Now for Isis. First of all, she is named after a well-known Bob Dylan song of the same name. This implies greatly on how she was brought up through the world of music. Isis found her passion for percussion through joining various brass bands and orchestras, which is where she found and developed her impressive technique and has learnt numerous styles of playing. Her influences from a more mainstream background include the works of drummers such as Matthew Helders from The Arctic Monkeys and Cobus Potgieter, and artists such as Morrissey and Chris Martin.


So you’re headlining The Duchess on 16th April. How are you feeling about that?

“Bloody excited” to quoteIsis. We’re all pretty pumped to be honest. We’re hoping to get a good audience down as we really aspire to push our music across to a larger crowd to be able to keep creating music that we love for and audience that we respect.

What have you got in store for the audience?

We’re young; we have a lot of energy and enthusiasm that we have to channel through our performance and that’s what keeps us going. We love music and we love performing, so don’t expect us to be static.


And you’ve just finished supporting Irish band Raglans and local lads Lion Papers. Tell us about your journey to your current success?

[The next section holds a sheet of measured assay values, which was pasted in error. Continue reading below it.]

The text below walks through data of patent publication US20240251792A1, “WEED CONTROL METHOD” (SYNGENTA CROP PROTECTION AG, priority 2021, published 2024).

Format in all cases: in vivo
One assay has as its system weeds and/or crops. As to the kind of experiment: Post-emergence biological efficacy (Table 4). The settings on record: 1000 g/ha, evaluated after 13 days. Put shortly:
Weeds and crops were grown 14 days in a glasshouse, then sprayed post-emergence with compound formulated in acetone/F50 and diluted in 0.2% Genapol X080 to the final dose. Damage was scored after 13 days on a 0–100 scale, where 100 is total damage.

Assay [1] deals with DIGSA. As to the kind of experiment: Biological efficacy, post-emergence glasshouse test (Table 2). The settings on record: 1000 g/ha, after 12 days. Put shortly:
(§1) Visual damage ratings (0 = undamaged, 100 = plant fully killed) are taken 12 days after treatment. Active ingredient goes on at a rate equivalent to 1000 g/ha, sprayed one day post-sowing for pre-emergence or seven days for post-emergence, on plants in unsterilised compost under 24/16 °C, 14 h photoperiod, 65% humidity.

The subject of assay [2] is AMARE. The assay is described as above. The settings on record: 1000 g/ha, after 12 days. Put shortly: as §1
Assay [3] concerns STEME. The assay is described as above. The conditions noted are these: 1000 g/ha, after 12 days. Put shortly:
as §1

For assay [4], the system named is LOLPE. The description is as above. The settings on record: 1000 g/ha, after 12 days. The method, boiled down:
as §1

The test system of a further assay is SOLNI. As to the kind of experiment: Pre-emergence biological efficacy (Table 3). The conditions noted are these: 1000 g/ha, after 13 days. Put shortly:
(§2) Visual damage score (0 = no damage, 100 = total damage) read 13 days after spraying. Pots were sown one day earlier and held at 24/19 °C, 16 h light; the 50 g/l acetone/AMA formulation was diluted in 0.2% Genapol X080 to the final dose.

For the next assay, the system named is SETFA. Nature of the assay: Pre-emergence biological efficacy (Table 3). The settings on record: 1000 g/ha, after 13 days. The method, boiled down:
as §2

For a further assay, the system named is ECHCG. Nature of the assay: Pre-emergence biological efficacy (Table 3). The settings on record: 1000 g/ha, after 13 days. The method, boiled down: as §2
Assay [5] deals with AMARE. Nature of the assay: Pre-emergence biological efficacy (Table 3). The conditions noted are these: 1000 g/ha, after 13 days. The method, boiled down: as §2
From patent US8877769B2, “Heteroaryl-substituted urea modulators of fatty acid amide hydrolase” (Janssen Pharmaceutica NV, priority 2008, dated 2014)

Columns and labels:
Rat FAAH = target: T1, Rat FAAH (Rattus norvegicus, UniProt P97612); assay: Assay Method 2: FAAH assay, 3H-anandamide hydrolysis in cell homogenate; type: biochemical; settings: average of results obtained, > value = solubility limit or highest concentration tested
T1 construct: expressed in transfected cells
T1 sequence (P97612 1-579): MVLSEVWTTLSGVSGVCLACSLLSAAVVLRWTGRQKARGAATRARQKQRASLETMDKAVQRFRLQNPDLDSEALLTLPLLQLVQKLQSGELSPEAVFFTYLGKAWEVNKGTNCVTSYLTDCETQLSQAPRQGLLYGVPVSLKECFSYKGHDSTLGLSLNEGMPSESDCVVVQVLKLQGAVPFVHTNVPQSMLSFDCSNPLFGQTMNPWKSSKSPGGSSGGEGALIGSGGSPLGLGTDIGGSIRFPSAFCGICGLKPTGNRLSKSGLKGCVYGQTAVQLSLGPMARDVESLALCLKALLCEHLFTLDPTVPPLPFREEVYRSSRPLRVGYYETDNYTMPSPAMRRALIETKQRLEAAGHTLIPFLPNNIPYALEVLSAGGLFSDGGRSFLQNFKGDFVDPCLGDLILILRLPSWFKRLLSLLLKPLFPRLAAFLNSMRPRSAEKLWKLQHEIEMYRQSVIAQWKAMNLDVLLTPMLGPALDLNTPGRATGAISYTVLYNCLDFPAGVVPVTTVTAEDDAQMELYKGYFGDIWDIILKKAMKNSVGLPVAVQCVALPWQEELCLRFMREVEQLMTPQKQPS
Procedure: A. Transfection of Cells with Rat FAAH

“Success” is a strong word for it. We dream to one day be “successful” and I doubt we’ll ever stop till you can hear us being played on every radio station once every few hours. But that’s a dream, and to achieve a dream you have to start somewhere. We’re lucky to have been thrown straight into some great support slots with some brilliant up-and-coming bands, some of whom we are good friends with. We couldn’t have asked for better support from friends, family, and our audiences throughout the gigs, and we hope to keep progressing at the same speed.


I’ve checked out your music on SoundCloud and am particularly impressed by the accompanying drawings. Who is responsible for those?

Take that up with Alex; he’s the very talented 5-year-old artist. Or at least you’d think he was five. We just hope that you enjoy our music more than you may have enjoyed the pictures.


What do you think of theYorkmusic scene?

“Inspirational” is pretty much the only word you need. Just look at Lion Papers: they’ve been around for less than a year and they’ve accumulated a professionally-recorded single and just last week they were playing to an audience of around 300. It’s things like this that fill us with hope for the band, and we’ll keep holding onto that.


What plans does the band have for the future?

One day we hope to professionally record our debut album. We have a knack for pumping out new tunes but without the support and opportunities it becomes stuck in the “hobby” category. We love creating and playing music, and we have always loved performing to an audience. What a better opportunity to build that audience than to get an album “out there” and really make our mark in the world of music?


Any final words for the fans?

It’s at this point that we’d say something clever. Or, at least try and be clever. “Try” being the operative word…

Stay Filthy. Stay Piece-full.


The Filthy Piece play at The Duchess on Thursday 16 April 2015.